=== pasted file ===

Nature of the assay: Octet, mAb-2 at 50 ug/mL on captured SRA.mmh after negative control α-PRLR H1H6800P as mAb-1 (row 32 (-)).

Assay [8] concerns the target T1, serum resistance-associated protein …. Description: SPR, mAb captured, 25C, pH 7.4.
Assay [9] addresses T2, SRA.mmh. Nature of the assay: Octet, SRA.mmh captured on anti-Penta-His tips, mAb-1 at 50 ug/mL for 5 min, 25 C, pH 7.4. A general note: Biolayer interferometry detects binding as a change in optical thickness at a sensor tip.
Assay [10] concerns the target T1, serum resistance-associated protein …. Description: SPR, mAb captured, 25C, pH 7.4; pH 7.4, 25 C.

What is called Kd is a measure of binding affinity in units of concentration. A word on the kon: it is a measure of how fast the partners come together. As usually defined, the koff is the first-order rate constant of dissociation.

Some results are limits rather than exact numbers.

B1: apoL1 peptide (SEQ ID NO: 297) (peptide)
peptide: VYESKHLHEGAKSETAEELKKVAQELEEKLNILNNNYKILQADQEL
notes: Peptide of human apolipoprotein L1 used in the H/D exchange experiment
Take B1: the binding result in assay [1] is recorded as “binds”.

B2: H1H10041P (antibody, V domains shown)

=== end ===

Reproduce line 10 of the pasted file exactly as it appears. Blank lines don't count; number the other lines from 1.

Take B1: the binding result in assay [1] is recorded as “binds”.